Airbus announced that its profits nosedived last year as charges related to problems with its A400M military cargo transport plane, commissioned by Luxembourg and several other countries, sent earnings into a tailspin.
Airbus said in a statement that its bottom-line net profit plummeted by 63 percent to 995 million euros last year, shot down by a 2.2-billion-euro hit on the A400M.
Revenues grew by three percent to 66.6 billion euros.
“We have delivered on the commitments that we gave a year ago and achieved our guidance and objectives, with one exception, the A400M, where we had to take another significant charge totalling 2.2 billion euros in 2016,” said chief executive Tom Enders.
“De-risking the programme and strengthening programme execution are our top priorities for this aircraft in 2017.”
The A400M was commissioned jointly in 2003 by the government of Luxembourg, as well as Germany, Belgium, France, Britain, Spain and Turkey.
Originally planned for launch in 2011, its delivery was substantially delayed by a string of technical problems and different requests from the governments.
And new faults were discovered in the propellor engines last year.
Airbus delivered 17 A400M in 2016, compared with 11 in 2015 and has delivered two of the military transport planes so far this year.
“Cash retentions by customers will continue to weigh significantly in 2017 and 2018 in particular,” Airbus warned.
“Given the size of the cumulative A400M programme loss, the board of directors has mandated management to re-engage with customers to cap the remaining exposure.”
Plea for help
Enders, in a conference call with reporters, clarified that the group would ask clients to refrain from imposing further penalties over the A400M debacle.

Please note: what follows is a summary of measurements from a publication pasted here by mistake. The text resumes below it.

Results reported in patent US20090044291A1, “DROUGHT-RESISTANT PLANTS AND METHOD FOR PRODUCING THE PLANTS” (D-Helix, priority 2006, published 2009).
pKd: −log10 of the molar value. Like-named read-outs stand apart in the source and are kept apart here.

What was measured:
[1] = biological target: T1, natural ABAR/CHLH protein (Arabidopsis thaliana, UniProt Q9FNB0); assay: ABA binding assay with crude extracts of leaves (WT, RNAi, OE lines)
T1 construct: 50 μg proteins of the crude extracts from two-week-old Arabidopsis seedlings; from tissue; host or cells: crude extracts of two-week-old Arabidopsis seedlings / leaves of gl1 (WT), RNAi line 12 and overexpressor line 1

“We need the cooperation of clients… to push the programme forward and end the haemorrhaging,” he said.
The German government, the main customer for Airbus’ military aircraft, for its part urged the firm to live up to its contractual obligations and deliver the promised A400M jets.
“It’s important to us that the manufacturer solves this problem, because of course we need these aircraft that we are contractually entitled to,” defence ministry spokesman Boris Nannt told reporters in Berlin.
He said the government was “in discussions” with Airbus but declined to give further details and did not comment directly on whether Berlin was willing to show any financial flexibility.
Germany has ordered 53 A400M transporters and taken delivery of eight so far, Nannt added.
Returning to its group results, Airbus said that new orders amounted to 134 billion euros in 2016, down from 159 billion euros in 2015.
The total value of the group’s order book stood at 1.06 trillion euros at the end of December, up from 1.0 trillion euros a year earlier.
Total deliveries of commercial aircraft rose to 688 in 2016 from 635 a year earlier and helicopter deliveries were up at 418 compared with 395.
Airbus announced late last year it was cutting more than 1,100 jobs in France and Germany and closing a research facility near Paris as part of a cost-cutting drive.
Shares in Airbus were down 1.3 percent in late-afternoon business on the Paris stock exchange.